The cutting-edge refrigeration tech behind Beijing's ice arenas!

Wednesday, November 1, 2023

Refrigeration technology for the ice arenas in Beijing.

Not only speed skaters, figure skaters or hockey players give their best at competitions, refrigeration technology is also getting better and better.

If you want to be a system supplier on the winners' rostrum - to use the image of sport - you have to be convincing in three disciplines: Experience, efficiency and climate protection. And durability as the free skate. Because today, economic efficiency alone no longer dominates; environmental and climate protection as well as sustainable operation are often among the most important criteria when awarding contracts.

Environmentally friendly systems were also put out to tender in Beijing, where new refrigeration technology was ordered for 15 ice rinks in view of the competitions in spring 2022. Seven of these systems are based on CO2 plants, i.e. they use a natural refrigerant which, with its GWP (Global Warming Potential) of one, is much more climate-friendly than classic synthetic refrigerants as they used to be.

Bock compressors are on board in Beijing

Compressors from Bock GmbH, headquartered in Frickenhausen, were chosen for four of the seven ice rinks that operate with CO2 cycles. The German supplier, which also has a production facility in China, has gained experience in the construction of transcritical and subcritical CO2 compressors over many years, which was certainly an important criterion in the awarding of the contract.

Plant makes hot and cold at the same time

In addition, Bock GmbH could already show ice arenas as references, where plants with Bock compressors produce the required temperatures for cooling and heating. In this context, heating is a desirable side effect. This is because the waste heat from the refrigeration technology can be used to heat public areas or to prepare hot water. By providing heating and cooling at the same time, a lot of energy can be saved. Incidentally, hot water preparation is a task that - paradoxical as it may sound - is also important for ice preparation. After all, after intensive use, the grooves in the ice created by skating must be closed. This is best achieved by melting with hot water: the grooves close and the applied water or melted ice freezes again to form a fresh, perfect sheet of ice.

Compressors from Bock GmbH, headquartered in Frickenhausen, were chosen for four of the seven ice rinks in Beijing that use CO2 cycles.

First transcritical systems for Chinese ice stadium

The "Capital Indoor Stadium" in Beijing, which can accommodate up to 18,000 visitors, features a technical premiere: the first transcritical CO2 system in a Chinese ice arena. It consists of two units, each with twelve transcritical Bock compressors of the type HGX34/290-4 S CO2T (6 compressors each unit) and HGX34/310-4 ML CO2T (also 6 compressors). In total, the system provides 1,100 kW of cooling capacity, with redundancy provided. This means that the 61 x 31 m ice surface of the winter sports facility can continue to be used without interference even in the event of malfunctions.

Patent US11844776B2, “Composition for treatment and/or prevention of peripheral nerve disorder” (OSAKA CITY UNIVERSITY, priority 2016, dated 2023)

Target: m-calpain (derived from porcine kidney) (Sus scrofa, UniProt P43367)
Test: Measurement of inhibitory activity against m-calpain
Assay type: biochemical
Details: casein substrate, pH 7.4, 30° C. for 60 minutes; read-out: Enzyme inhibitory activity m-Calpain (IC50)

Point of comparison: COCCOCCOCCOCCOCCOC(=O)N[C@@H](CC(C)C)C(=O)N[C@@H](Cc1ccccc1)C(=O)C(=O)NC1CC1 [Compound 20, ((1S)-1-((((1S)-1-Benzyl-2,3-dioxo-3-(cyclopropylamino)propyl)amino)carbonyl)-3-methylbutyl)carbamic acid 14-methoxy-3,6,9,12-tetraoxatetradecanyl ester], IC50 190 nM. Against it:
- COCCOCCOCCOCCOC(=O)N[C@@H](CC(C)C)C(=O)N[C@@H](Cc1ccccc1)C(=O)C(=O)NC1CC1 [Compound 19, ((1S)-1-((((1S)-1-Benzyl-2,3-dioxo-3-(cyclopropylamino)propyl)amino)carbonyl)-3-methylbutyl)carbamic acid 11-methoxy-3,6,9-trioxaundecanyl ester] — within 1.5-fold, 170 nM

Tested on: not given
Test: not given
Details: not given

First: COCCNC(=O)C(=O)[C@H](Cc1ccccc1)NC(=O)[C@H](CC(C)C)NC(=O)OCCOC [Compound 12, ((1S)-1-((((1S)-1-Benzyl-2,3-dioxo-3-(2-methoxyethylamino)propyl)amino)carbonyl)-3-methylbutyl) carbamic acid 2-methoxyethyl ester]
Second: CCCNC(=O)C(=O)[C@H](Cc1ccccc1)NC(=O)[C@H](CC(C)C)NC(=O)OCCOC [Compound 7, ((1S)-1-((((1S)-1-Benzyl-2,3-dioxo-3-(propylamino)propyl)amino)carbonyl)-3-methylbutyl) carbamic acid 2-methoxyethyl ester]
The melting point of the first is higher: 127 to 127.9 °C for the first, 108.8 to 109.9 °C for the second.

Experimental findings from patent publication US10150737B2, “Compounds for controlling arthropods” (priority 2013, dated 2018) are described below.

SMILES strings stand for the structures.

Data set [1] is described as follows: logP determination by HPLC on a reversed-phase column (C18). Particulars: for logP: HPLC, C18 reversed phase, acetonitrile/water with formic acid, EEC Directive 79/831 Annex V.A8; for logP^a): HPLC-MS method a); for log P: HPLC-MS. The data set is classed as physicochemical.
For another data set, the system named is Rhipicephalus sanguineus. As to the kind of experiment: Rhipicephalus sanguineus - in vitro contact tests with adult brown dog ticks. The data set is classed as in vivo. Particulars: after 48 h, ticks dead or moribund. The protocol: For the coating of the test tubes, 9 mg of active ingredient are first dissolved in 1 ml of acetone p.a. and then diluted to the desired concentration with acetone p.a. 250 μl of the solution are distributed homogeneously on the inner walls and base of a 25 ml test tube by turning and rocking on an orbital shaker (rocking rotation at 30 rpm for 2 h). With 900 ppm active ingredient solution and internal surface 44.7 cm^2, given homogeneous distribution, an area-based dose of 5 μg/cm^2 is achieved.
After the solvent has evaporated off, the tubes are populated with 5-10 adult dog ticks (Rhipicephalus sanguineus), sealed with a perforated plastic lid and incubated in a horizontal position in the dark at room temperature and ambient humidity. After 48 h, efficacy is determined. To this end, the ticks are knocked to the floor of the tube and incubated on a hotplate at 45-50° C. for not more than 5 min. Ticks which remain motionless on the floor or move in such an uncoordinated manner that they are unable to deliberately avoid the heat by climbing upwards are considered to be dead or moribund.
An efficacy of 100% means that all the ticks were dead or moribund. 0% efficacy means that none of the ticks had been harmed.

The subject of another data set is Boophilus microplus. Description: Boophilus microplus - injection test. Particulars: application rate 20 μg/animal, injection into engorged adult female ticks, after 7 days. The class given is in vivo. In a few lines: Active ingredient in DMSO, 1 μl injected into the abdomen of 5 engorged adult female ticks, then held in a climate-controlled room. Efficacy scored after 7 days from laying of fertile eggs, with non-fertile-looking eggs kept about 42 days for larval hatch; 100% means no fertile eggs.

Transcritical Bock compressors are also found in the "Ice Skating Hall", whose area, also 61 x 31 m, is used for training. Here, a compressor group with five HGX46/345-4 S CO2T and five HGX46/440-4 ML CO2T each is in operation. In the nearby "Ice Temple", the same technology is used, but in duplicate because of the two ice surfaces. All compressor assemblies with Bock machines were assembled in China.

In the Ice Skating Hall, a compressor group with five Bock compressors

Small compressors for a large control range

The high number of compressors per rack may have seemed unusual if you know the CO2 compressor portfolio of Bock GmbH. Theoretically, it would have been possible to supply the required cooling capacity with fewer compressors of greater capacity. But here the choice fell on small models because they allow the cooling capacity to be optimally adapted to the demand. After all, much more power is needed to produce or prepare the ice surfaces than to maintain the temperature.

Incidentally, the maximum output of the system in the “Capital Indoor Stadium” is high enough to allow the preparation of the almost 2,000 m² ice surface within only two hours. This is the only way to hold two sporting events on the same day, with the athletes enjoying the same good conditions in the afternoon as in the morning. A sporting achievement - perhaps not only worthy of a medal, but also a record.